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"A Journey to the Land of Modern Quilting"

Updated: Nov 10, 2019

London Modern Quilt Guild:  "A Journey to the Land of Modern Quilting"     Oct.2nd and 3rd


Presenters from the London Modern Quilt Guild:  Kristen Box-McCoy, Linda McLaren and  Gail McHardy-Leitch 

 


The Oxford Quilters' Guild was treated to a presentation of some of the best modern quilts from the London Modern Quilt Guild Canada's 5th anniversary Quilt Show in September.  Kristen, Linda and Gail were exceptional ambassadors for the LMQG.  They shared their love for modern quilting and they provided an excellent insight into the design elements and techniques of Modern quilting. 


The London Modern Quilt Guild (est. 2015) is affiliated with a larger organization, the Modern Quilt Guild (est. 2009) with over 14,000 members world wide.  MQG mission is to support and encourage the growth and development of modern quilting through art, education, and community.  It provides considerable support and inspiration to its members through an online webpage.  Members can enjoyModern Monthly (an online magazine),  Webinars (both live and archive), block studies and Free Patterns.  The MQG hosts QuiltCon, the largest modern quilting show of its kind. The next Quilt Con will be held Feb. 20-23, 2020 in Austin, Texas. 


A central question posed and answered in the presentation was:  What is Modern Quilting?  It is easy to see that there are distinctive characteristics for both Traditional Quilting and Modern Quilting; but it is important to note that Traditional Quilting and Modern Quilting more accurately are representations of a Quilting Spectrum.  This leaves room for cross-over styles such as Modern Traditionalism.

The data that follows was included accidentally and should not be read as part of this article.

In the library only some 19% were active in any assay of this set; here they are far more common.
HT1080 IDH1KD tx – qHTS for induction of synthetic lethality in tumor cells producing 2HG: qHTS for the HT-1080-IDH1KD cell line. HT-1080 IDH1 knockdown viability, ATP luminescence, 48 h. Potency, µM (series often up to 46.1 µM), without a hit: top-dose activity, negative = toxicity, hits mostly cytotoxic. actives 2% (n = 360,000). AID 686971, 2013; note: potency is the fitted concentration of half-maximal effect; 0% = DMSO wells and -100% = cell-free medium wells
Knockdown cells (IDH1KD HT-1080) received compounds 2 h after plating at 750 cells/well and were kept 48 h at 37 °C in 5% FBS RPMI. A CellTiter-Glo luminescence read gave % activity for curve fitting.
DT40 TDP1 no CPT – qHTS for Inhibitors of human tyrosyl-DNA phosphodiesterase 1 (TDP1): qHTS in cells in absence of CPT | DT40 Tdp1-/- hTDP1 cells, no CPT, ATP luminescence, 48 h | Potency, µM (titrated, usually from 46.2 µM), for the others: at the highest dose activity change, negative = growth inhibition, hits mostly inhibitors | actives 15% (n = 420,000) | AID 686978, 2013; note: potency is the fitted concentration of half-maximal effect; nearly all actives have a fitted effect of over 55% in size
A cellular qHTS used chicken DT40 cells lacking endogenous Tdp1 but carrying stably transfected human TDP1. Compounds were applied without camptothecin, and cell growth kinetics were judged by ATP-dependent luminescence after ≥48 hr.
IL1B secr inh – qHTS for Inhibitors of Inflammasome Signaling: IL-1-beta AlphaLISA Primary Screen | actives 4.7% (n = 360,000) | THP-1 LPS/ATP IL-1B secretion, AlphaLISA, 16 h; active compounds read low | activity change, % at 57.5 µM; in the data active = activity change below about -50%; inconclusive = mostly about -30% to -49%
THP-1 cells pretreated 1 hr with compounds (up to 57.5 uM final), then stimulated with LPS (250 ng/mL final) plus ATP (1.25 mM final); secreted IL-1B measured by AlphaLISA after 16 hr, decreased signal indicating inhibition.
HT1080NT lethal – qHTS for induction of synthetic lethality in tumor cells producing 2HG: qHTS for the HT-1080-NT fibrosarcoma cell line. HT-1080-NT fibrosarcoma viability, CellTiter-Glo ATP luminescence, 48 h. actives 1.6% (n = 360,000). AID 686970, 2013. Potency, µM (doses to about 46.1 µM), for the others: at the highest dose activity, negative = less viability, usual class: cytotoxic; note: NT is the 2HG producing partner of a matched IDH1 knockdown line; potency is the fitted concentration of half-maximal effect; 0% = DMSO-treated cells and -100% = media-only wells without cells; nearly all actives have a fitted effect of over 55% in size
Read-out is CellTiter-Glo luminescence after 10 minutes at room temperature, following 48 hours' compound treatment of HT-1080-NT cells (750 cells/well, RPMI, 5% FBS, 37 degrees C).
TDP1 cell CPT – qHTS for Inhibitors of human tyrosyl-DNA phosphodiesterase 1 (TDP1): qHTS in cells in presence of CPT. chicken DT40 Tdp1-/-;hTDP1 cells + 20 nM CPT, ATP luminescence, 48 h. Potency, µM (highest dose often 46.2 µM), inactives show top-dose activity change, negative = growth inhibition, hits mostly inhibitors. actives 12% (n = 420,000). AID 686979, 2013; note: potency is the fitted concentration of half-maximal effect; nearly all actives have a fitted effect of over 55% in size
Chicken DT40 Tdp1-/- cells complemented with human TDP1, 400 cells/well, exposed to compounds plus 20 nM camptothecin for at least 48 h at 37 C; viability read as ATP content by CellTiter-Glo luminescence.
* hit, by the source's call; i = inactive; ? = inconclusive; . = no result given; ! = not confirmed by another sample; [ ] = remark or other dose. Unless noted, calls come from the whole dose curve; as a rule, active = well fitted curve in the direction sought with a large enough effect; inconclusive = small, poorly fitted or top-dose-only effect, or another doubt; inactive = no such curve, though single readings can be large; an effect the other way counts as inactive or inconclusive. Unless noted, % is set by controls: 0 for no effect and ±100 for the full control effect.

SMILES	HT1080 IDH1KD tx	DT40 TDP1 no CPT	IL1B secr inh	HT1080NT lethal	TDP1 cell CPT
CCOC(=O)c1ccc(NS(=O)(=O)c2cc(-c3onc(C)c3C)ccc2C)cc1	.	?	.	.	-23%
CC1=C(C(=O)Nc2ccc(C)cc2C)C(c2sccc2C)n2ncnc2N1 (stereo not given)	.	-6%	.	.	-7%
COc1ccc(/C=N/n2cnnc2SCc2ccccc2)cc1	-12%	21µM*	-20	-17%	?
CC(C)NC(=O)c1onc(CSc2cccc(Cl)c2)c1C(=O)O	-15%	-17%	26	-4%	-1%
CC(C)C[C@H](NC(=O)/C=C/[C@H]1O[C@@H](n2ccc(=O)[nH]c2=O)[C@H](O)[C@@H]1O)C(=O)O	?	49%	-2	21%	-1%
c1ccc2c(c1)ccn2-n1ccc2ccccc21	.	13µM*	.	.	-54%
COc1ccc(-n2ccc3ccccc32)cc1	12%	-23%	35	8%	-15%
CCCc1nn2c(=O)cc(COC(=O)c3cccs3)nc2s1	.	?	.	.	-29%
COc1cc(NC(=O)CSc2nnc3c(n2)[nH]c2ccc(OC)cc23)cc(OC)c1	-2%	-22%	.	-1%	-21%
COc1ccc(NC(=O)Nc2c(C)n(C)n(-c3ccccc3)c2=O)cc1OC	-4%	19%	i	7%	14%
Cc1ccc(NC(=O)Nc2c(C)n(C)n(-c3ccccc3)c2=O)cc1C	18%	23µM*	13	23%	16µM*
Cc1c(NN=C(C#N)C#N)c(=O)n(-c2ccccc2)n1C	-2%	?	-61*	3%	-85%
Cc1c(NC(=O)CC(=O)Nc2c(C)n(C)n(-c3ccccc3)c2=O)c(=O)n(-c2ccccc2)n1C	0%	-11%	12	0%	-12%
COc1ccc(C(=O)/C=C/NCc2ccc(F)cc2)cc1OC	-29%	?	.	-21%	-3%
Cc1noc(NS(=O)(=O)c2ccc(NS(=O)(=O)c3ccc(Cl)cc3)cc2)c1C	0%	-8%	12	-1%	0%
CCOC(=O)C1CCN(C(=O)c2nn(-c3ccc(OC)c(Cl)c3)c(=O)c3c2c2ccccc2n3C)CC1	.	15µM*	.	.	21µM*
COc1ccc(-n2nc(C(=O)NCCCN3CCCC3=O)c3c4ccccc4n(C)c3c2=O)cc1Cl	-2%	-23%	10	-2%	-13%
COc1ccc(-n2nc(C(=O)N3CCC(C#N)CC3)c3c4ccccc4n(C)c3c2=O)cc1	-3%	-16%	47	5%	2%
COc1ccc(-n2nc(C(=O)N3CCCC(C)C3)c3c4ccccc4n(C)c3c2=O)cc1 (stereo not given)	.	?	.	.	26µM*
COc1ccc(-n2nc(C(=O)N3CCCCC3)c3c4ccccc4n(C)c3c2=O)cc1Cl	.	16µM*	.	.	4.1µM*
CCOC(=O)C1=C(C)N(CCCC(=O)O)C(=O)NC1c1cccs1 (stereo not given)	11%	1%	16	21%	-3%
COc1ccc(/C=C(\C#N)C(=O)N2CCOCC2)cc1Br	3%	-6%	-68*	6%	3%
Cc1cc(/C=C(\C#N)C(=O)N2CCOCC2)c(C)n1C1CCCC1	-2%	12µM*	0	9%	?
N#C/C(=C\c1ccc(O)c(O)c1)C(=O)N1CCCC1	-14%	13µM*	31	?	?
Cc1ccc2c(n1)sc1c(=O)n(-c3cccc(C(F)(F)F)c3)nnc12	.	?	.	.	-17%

I'm just going to quote the Modern Quilt Guild's definition of Modern quilting to be completely accurate: "Modern quilts are primarily functional and inspired by modern design. ..(they have) several characteristics ...(which) include: the use of bold colors and prints, high contrast and graphic areas of solid color, improvisational piecing, minimalism, expansive negative space, (creative use of scale) and alternate grid work." 


 Many of us recognize the use of bold colour and negative space as quintessentially modern but we are less familiar with some of the techniques used by modern quilters.  Improvisational piecing (sometimes called free piecing or liberated piecing) is just what it sounds like: sewing together fabric without always measuring and cutting to precise measurements.  Kristen described it as "making my own custom fabric" which is what the finished blocks looked like.  It's a neat way to use up small scraps of fabric and to add dimension and interest to quilt blocks. Alternate Grid work is another design element that often appears in modern quilts. There are many ways to employ alternate grid work.  I have supplied a chart in the Glossary for this Blog to offer up interesting options for quilters wishing to apply alternate grid techniques in their quilting.  


Finally, I wanted to highlight the London Modern Quilt Guild's outreach program with the ladies of the Limberlost Community Chaplaincy. The goal of the outreach program is "to teach ladies from program to sew and quilt:  offer opportunities for fellowship and to share the love of quilting." They meet weekly on Tuesday afternoons from 1-3pm at 1481 Limberlost Road, unit 137.  Volunteers are welcome as are donations.  This program has given the participants not only a chance to learn how to use a sewing machine, as some have never had the opportunity, but it also provides them with a much needed break from their difficult lives. LMQG have seen participants blossom and feel good about their newly found skill. It is a joy to work with these ladies.  I definitely encourage anyone in our guild to reach out and offer support through donations or voluntarism to this program. If you are interested, please contact the LMQG Outreach at:

 outreachlmqgcanada@gmail.com


Look for the companion Glossary for this Blog.



Your Quilt Muse.

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